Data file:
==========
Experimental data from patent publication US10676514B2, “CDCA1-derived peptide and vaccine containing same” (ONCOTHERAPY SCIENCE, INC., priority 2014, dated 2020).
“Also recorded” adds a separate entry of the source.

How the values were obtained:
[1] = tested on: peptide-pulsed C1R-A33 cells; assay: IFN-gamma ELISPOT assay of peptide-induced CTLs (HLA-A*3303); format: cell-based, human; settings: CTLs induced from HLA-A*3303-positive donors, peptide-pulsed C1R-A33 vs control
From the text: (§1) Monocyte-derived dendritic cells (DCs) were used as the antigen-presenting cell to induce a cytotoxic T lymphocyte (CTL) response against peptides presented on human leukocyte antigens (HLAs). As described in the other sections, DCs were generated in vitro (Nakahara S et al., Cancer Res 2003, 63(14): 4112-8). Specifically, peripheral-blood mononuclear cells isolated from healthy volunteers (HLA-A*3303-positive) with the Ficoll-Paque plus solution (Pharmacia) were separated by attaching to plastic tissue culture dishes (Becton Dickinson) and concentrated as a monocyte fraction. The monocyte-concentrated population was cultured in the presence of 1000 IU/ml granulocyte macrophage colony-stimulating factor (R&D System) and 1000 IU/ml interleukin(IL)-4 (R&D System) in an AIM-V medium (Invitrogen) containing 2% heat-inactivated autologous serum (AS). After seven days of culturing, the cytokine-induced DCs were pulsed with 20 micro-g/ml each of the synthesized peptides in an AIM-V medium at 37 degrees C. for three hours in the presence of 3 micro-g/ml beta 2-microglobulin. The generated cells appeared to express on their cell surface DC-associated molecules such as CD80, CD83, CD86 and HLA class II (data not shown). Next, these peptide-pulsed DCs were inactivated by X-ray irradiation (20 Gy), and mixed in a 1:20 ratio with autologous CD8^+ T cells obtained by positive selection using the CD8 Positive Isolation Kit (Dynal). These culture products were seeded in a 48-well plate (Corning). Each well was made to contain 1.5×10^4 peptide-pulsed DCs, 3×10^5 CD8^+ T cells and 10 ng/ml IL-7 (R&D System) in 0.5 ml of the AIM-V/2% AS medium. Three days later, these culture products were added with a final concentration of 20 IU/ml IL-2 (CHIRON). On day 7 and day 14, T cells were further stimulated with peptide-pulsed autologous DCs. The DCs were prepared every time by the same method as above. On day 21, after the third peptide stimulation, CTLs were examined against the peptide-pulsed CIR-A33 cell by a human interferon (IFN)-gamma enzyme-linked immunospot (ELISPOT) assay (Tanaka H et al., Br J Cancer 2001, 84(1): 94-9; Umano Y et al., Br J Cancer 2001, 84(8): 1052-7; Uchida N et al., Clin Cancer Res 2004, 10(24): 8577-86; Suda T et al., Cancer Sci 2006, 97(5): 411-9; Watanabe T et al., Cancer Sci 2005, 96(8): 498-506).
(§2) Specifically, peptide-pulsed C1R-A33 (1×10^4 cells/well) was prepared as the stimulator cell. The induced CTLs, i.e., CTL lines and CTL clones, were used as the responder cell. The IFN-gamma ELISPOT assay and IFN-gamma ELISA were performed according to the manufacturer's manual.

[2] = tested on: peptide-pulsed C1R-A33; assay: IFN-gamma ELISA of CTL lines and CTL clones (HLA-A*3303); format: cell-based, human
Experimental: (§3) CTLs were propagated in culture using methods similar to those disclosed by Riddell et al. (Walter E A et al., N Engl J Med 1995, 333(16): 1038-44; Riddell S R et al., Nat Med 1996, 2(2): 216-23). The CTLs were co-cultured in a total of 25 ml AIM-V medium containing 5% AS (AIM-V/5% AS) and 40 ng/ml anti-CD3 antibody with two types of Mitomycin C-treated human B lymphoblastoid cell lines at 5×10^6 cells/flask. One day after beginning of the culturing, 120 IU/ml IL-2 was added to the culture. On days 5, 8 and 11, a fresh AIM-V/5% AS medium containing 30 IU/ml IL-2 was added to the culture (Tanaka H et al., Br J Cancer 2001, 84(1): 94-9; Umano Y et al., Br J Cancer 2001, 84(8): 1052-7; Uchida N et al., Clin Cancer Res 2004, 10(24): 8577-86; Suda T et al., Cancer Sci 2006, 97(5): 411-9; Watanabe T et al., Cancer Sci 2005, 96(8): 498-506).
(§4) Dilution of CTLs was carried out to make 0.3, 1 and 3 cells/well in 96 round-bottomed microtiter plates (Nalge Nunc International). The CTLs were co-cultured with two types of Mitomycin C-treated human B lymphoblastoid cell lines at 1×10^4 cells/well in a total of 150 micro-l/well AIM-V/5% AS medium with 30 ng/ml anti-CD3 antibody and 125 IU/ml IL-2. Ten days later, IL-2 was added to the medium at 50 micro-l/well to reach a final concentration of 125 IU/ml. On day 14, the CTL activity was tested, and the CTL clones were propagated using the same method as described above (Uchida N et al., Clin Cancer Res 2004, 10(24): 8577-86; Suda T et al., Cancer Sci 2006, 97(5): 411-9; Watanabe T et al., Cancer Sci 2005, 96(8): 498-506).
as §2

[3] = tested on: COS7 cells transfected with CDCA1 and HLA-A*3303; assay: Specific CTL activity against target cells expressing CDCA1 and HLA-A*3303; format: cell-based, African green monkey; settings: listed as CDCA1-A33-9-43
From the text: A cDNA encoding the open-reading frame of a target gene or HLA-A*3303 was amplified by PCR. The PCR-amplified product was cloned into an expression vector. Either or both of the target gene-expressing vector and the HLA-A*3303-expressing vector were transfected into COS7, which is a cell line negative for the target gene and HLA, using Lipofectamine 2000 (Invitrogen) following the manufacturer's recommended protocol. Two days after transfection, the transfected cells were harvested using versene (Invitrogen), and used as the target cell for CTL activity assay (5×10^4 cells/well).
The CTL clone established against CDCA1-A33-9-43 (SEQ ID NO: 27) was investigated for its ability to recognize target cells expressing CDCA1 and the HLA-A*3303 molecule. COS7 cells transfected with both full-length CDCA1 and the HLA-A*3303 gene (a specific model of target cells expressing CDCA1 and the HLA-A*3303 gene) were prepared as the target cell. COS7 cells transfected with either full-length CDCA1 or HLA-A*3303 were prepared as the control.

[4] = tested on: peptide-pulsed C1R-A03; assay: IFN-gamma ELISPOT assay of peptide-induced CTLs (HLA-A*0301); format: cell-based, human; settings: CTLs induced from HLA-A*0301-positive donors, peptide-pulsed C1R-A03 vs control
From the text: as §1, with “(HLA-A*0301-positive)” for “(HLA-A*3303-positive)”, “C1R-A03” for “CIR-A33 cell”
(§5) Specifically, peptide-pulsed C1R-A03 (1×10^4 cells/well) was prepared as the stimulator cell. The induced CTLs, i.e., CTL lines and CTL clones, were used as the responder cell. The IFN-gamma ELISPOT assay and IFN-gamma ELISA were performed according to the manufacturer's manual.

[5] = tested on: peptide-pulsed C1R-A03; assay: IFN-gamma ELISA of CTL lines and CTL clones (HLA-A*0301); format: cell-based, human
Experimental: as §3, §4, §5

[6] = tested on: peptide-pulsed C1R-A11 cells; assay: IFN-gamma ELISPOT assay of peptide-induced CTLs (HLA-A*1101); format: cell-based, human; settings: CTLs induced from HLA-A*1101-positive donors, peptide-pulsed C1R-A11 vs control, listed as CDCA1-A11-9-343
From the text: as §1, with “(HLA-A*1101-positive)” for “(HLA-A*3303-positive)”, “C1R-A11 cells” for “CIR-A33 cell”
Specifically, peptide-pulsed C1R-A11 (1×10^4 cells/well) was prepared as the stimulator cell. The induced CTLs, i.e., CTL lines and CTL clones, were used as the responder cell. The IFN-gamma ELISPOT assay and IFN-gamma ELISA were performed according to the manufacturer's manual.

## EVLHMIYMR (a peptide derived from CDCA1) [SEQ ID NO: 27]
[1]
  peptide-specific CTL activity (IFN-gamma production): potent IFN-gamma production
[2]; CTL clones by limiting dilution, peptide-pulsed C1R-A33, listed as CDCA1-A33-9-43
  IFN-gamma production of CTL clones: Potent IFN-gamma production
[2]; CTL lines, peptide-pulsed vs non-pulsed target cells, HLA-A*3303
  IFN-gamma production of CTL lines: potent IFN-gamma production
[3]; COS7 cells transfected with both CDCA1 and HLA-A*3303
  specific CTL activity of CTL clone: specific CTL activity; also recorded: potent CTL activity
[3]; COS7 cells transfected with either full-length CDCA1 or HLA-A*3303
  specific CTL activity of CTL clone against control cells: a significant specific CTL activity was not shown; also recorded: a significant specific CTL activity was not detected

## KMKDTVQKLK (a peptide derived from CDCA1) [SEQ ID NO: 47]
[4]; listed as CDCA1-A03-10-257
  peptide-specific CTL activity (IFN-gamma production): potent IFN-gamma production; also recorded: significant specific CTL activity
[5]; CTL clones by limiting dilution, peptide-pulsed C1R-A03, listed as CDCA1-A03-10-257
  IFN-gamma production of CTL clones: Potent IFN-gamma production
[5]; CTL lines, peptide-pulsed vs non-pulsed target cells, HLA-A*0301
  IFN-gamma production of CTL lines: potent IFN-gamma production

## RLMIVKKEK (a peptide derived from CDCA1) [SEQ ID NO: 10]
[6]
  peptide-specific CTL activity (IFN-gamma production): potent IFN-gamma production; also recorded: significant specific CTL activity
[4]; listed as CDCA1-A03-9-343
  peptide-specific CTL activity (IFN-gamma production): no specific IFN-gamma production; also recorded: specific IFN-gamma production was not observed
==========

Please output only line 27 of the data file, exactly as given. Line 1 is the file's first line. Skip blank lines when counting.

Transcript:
[2]; CTL lines, peptide-pulsed vs non-pulsed target cells, HLA-A*3303